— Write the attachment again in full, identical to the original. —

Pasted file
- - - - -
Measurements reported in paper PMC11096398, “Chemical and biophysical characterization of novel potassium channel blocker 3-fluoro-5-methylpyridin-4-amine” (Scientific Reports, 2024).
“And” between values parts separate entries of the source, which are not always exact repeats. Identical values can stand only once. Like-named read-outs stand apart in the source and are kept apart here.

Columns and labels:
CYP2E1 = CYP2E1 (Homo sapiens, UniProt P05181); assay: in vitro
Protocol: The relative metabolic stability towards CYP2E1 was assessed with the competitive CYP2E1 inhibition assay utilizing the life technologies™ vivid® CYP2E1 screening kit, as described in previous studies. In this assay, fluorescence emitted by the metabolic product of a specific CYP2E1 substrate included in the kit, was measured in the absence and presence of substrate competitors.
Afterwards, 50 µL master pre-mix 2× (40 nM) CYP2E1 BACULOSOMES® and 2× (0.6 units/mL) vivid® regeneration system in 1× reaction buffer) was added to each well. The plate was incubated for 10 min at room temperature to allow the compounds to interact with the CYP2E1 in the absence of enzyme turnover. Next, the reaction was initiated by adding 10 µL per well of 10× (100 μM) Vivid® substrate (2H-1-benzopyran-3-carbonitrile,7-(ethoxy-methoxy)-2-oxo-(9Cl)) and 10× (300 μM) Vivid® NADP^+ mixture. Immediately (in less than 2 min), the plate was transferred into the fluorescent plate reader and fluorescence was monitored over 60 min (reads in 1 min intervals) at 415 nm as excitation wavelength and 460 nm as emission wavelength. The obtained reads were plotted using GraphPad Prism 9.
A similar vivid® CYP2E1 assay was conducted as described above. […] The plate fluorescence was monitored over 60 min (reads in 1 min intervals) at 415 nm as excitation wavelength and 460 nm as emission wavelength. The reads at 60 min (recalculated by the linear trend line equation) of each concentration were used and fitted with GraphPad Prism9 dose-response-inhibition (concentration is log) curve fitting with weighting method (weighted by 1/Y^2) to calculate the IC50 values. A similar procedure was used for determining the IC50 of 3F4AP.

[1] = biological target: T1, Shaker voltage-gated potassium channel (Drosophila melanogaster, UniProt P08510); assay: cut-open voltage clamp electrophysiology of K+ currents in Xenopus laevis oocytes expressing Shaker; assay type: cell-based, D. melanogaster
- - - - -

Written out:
Measurements reported in paper PMC11096398, “Chemical and biophysical characterization of novel potassium channel blocker 3-fluoro-5-methylpyridin-4-amine” (Scientific Reports, 2024).
“And” between values parts separate entries of the source, which are not always exact repeats. Identical values can stand only once. Like-named read-outs stand apart in the source and are kept apart here.

Columns and labels:
CYP2E1 = CYP2E1 (Homo sapiens, UniProt P05181); assay: in vitro
Protocol: The relative metabolic stability towards CYP2E1 was assessed with the competitive CYP2E1 inhibition assay utilizing the life technologies™ vivid® CYP2E1 screening kit, as described in previous studies. In this assay, fluorescence emitted by the metabolic product of a specific CYP2E1 substrate included in the kit, was measured in the absence and presence of substrate competitors.
Afterwards, 50 µL master pre-mix 2× (40 nM) CYP2E1 BACULOSOMES® and 2× (0.6 units/mL) vivid® regeneration system in 1× reaction buffer) was added to each well. The plate was incubated for 10 min at room temperature to allow the compounds to interact with the CYP2E1 in the absence of enzyme turnover. Next, the reaction was initiated by adding 10 µL per well of 10× (100 μM) Vivid® substrate (2H-1-benzopyran-3-carbonitrile,7-(ethoxy-methoxy)-2-oxo-(9Cl)) and 10× (300 μM) Vivid® NADP^+ mixture. Immediately (in less than 2 min), the plate was transferred into the fluorescent plate reader and fluorescence was monitored over 60 min (reads in 1 min intervals) at 415 nm as excitation wavelength and 460 nm as emission wavelength. The obtained reads were plotted using GraphPad Prism 9.
A similar vivid® CYP2E1 assay was conducted as described above. […] The plate fluorescence was monitored over 60 min (reads in 1 min intervals) at 415 nm as excitation wavelength and 460 nm as emission wavelength. The reads at 60 min (recalculated by the linear trend line equation) of each concentration were used and fitted with GraphPad Prism9 dose-response-inhibition (concentration is log) curve fitting with weighting method (weighted by 1/Y^2) to calculate the IC50 values. A similar procedure was used for determining the IC50 of 3F4AP.

[1] = biological target: T1, Shaker voltage-gated potassium channel (Drosophila melanogaster, UniProt P08510); assay: cut-open voltage clamp electrophysiology of K+ currents in Xenopus laevis oocytes expressing Shaker; assay type: cell-based, D. melanogaster